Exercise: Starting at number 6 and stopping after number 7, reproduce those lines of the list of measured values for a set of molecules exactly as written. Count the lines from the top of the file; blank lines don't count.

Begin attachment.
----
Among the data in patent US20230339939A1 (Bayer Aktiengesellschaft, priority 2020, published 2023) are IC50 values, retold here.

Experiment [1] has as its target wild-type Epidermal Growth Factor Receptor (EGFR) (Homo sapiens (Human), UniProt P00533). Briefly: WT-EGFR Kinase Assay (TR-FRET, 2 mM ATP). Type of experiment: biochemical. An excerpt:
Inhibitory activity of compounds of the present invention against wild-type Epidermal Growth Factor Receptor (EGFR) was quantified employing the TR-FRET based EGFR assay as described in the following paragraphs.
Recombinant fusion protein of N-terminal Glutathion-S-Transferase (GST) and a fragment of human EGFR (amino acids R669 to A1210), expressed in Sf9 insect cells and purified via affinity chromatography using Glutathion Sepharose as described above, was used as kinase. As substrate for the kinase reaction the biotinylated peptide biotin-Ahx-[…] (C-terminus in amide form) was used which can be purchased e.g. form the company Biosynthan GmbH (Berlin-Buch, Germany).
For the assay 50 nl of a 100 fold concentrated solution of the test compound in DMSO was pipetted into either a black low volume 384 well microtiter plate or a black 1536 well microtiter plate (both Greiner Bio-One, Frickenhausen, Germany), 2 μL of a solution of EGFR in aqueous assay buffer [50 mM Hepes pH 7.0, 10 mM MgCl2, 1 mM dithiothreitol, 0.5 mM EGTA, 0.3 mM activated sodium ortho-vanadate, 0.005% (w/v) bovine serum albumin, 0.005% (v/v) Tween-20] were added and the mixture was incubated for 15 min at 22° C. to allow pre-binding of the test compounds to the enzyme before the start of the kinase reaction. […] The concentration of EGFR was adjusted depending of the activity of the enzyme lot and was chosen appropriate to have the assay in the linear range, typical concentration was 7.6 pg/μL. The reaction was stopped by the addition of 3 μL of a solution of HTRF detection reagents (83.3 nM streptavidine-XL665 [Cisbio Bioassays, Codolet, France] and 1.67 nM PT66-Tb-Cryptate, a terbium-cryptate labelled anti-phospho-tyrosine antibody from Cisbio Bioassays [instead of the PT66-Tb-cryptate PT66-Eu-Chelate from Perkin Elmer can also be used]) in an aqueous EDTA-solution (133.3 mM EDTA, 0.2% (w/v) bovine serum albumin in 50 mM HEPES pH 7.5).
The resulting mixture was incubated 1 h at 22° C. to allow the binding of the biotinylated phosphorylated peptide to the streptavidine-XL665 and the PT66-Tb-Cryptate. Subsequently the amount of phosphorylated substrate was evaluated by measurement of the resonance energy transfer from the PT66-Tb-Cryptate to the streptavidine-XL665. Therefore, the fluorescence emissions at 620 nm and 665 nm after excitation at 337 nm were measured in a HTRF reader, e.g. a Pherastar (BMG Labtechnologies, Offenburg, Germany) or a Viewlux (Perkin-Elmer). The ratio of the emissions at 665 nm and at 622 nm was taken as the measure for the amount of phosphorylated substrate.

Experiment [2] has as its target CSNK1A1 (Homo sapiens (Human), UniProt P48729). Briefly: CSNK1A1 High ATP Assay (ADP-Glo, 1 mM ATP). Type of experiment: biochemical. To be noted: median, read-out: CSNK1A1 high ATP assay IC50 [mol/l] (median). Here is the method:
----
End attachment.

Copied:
The resulting mixture was incubated 1 h at 22° C. to allow the binding of the biotinylated phosphorylated peptide to the streptavidine-XL665 and the PT66-Tb-Cryptate. Subsequently the amount of phosphorylated substrate was evaluated by measurement of the resonance energy transfer from the PT66-Tb-Cryptate to the streptavidine-XL665. Therefore, the fluorescence emissions at 620 nm and 665 nm after excitation at 337 nm were measured in a HTRF reader, e.g. a Pherastar (BMG Labtechnologies, Offenburg, Germany) or a Viewlux (Perkin-Elmer). The ratio of the emissions at 665 nm and at 622 nm was taken as the measure for the amount of phosphorylated substrate.

Experiment [2] has as its target CSNK1A1 (Homo sapiens (Human), UniProt P48729). Briefly: CSNK1A1 High ATP Assay (ADP-Glo, 1 mM ATP). Type of experiment: biochemical. To be noted: median, read-out: CSNK1A1 high ATP assay IC50 [mol/l] (median). Here is the method: